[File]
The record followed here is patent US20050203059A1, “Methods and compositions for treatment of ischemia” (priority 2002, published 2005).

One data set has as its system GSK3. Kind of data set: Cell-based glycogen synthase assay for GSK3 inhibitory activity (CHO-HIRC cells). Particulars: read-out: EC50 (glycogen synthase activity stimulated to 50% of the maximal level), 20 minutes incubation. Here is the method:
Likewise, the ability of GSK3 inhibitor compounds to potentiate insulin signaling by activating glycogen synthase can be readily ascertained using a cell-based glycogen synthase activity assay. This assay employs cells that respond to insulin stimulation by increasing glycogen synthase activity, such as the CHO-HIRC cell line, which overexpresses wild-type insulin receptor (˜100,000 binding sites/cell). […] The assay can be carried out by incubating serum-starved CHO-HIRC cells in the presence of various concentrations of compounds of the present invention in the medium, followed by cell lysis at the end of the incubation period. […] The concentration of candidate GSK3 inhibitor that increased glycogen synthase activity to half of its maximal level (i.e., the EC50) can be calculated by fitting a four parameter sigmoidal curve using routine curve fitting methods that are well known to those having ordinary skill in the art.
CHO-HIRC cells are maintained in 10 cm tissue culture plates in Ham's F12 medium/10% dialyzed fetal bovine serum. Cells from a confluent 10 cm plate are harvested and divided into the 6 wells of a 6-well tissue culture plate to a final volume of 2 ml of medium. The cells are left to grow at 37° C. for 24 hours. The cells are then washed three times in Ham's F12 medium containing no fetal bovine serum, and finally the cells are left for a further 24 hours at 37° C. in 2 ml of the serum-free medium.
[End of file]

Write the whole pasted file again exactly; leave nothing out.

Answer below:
The record followed here is patent US20050203059A1, “Methods and compositions for treatment of ischemia” (priority 2002, published 2005).

One data set has as its system GSK3. Kind of data set: Cell-based glycogen synthase assay for GSK3 inhibitory activity (CHO-HIRC cells). Particulars: read-out: EC50 (glycogen synthase activity stimulated to 50% of the maximal level), 20 minutes incubation. Here is the method:
Likewise, the ability of GSK3 inhibitor compounds to potentiate insulin signaling by activating glycogen synthase can be readily ascertained using a cell-based glycogen synthase activity assay. This assay employs cells that respond to insulin stimulation by increasing glycogen synthase activity, such as the CHO-HIRC cell line, which overexpresses wild-type insulin receptor (˜100,000 binding sites/cell). […] The assay can be carried out by incubating serum-starved CHO-HIRC cells in the presence of various concentrations of compounds of the present invention in the medium, followed by cell lysis at the end of the incubation period. […] The concentration of candidate GSK3 inhibitor that increased glycogen synthase activity to half of its maximal level (i.e., the EC50) can be calculated by fitting a four parameter sigmoidal curve using routine curve fitting methods that are well known to those having ordinary skill in the art.
CHO-HIRC cells are maintained in 10 cm tissue culture plates in Ham's F12 medium/10% dialyzed fetal bovine serum. Cells from a confluent 10 cm plate are harvested and divided into the 6 wells of a 6-well tissue culture plate to a final volume of 2 ml of medium. The cells are left to grow at 37° C. for 24 hours. The cells are then washed three times in Ham's F12 medium containing no fetal bovine serum, and finally the cells are left for a further 24 hours at 37° C. in 2 ml of the serum-free medium.